The recruit also grants the recruiter levels, with the latter gaining one level for every two levels the recruit gains. There are a lot of rules and restrictions to that, however. It all basically boils down to leveling alternate characters together. The recruiter can even earn epic mounts and battle pets if you stick with the game for a couple months.
A cool little pet farm that can take minutes or ages depending on the god of luck. This spot contains some of the most dense troll spawns in the game, and each has the highest chance to drop the parrot pet thats soo sought after. On every serve rthis per has amedian value of about 70,000g so picking one up can be a pretty cool feat. Like the sprite darter hatchling spot its, a random farming spot that requires alot of RNG to pull off, but if you get it to drop you can make out in spades. The other drops are miniscule when compared to this spot.
This is cumulative, as you take into account each failed sale as a loss. In the event too many deposits accumulate, you must decide whether to continue selling the item inflated by too many sales or finding of another way to dispose of it. One final tip: when you find that an item fails to sell in one AH, selling it on the other may finally dispose of it and get you your earnings.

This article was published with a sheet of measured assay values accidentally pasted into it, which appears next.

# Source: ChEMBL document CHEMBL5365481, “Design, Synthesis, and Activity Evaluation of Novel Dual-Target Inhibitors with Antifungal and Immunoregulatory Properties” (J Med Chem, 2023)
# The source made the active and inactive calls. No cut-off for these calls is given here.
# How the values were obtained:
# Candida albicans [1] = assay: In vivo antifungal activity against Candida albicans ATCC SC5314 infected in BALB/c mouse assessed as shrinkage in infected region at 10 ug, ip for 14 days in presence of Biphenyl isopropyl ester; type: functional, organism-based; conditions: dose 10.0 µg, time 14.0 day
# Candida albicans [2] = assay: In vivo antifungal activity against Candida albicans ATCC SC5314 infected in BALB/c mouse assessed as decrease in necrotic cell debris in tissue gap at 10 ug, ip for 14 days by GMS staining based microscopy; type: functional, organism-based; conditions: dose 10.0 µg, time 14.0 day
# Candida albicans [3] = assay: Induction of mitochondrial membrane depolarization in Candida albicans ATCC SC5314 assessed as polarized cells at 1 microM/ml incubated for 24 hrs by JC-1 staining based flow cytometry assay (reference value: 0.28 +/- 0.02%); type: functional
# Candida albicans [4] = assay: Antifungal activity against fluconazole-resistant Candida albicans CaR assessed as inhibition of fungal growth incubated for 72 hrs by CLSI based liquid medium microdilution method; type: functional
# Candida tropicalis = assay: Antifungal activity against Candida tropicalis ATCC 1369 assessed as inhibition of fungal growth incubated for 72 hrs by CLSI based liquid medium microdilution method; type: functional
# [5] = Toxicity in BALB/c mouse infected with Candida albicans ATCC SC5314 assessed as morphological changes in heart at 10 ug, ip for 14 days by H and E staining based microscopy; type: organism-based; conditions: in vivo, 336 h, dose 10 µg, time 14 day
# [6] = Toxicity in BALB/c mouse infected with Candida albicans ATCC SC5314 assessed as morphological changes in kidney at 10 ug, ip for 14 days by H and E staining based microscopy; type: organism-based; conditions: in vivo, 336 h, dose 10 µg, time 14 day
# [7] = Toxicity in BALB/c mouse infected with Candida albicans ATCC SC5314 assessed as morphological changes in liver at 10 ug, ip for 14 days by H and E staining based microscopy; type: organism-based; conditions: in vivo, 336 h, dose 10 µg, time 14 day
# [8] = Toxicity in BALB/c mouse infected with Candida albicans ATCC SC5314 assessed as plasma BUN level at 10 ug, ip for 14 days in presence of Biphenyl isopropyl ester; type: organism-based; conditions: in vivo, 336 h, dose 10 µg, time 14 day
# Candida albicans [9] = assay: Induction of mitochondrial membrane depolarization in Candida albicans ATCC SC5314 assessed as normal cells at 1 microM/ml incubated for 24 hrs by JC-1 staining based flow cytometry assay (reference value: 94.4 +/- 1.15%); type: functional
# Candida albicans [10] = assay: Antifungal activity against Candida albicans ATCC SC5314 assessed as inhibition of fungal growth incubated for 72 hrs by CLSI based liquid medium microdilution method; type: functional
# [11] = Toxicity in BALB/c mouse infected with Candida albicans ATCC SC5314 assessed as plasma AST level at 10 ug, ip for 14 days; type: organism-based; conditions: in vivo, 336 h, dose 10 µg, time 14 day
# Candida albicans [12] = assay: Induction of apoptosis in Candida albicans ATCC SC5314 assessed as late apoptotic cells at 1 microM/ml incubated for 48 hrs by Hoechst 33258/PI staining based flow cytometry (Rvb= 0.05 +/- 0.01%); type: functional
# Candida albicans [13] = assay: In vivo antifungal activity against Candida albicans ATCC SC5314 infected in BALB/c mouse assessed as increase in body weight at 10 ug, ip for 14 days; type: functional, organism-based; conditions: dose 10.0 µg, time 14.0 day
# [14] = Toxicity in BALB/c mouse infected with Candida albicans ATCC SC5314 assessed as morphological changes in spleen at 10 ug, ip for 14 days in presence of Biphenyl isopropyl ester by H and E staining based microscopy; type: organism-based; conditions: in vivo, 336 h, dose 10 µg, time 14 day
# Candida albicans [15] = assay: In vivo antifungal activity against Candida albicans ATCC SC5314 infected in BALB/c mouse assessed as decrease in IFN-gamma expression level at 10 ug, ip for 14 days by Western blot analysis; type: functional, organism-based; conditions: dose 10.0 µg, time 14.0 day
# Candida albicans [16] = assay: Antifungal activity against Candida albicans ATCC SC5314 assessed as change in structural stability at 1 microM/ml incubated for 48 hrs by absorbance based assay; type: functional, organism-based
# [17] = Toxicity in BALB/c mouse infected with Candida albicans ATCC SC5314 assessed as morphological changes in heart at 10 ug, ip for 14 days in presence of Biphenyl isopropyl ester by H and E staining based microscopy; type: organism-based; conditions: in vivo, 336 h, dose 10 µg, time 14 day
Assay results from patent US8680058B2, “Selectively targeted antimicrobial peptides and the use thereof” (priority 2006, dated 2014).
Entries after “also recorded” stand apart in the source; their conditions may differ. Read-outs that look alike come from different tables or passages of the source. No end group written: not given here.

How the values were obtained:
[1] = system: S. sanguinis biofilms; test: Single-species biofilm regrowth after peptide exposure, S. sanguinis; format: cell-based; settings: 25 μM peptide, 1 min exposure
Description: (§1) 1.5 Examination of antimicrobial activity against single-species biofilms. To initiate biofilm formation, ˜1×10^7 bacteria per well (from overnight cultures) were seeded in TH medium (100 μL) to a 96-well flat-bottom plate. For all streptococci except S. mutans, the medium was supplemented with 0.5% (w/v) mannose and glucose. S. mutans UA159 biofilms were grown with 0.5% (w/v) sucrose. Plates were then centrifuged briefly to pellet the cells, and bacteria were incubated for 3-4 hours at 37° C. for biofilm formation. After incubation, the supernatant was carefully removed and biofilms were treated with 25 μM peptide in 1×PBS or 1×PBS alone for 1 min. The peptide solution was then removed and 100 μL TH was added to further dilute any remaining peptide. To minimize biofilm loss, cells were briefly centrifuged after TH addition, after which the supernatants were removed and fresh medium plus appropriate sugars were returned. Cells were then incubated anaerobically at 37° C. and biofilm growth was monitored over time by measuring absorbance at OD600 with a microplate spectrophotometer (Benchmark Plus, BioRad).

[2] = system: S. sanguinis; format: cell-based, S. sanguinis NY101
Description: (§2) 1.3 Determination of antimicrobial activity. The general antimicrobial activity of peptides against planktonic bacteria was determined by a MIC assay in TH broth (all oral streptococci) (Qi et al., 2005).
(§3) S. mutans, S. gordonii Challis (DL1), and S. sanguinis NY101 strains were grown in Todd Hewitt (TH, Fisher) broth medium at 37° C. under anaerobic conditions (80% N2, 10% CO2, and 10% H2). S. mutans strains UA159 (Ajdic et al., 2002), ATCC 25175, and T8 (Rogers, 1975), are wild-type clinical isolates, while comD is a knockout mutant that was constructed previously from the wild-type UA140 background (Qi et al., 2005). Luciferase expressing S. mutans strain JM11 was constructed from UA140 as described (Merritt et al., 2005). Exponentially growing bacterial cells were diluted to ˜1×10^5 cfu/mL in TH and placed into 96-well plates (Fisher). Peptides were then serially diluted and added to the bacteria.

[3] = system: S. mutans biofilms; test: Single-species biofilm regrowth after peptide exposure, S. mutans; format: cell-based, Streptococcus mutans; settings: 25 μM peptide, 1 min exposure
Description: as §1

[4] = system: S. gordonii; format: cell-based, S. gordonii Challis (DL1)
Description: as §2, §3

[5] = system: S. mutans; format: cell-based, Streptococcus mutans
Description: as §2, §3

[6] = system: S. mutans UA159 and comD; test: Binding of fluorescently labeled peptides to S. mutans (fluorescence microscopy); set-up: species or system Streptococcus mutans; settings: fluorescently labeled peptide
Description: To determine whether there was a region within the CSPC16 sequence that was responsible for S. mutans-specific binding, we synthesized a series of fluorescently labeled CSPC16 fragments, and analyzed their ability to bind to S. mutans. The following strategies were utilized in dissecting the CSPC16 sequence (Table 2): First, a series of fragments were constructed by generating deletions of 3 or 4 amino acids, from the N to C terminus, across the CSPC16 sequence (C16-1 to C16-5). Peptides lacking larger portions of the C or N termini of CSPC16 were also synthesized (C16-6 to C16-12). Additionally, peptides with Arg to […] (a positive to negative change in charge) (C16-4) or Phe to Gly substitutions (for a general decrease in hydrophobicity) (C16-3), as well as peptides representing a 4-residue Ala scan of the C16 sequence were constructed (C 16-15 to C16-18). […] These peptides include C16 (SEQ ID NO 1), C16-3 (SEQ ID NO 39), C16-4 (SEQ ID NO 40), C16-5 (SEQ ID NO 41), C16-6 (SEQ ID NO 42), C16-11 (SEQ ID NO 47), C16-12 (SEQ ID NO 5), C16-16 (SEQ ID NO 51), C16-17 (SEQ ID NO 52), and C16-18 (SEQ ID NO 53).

If your pet's health gets too low or its attacks aren't very effective against a certain combatant, you can always switch out your current pet with another companion on your team. Only pets that are considered active (i.e., those in your three Battle Pet Slots), may be switched in and out during the battle. Once the match is over, you can always change up your active pet team, which is useful if one of your pets is low on health or dead.
Even though the guide was developed with a hunter, the guide can be followed by any class. Except you have to do your class's quests which aren't a whole lot. I do have full intention to make my guide friendly with all classes in the future by listing all of their steps as well. There will be a toggle that allows you to show which class's steps you want to see in the guide. But this is coming later.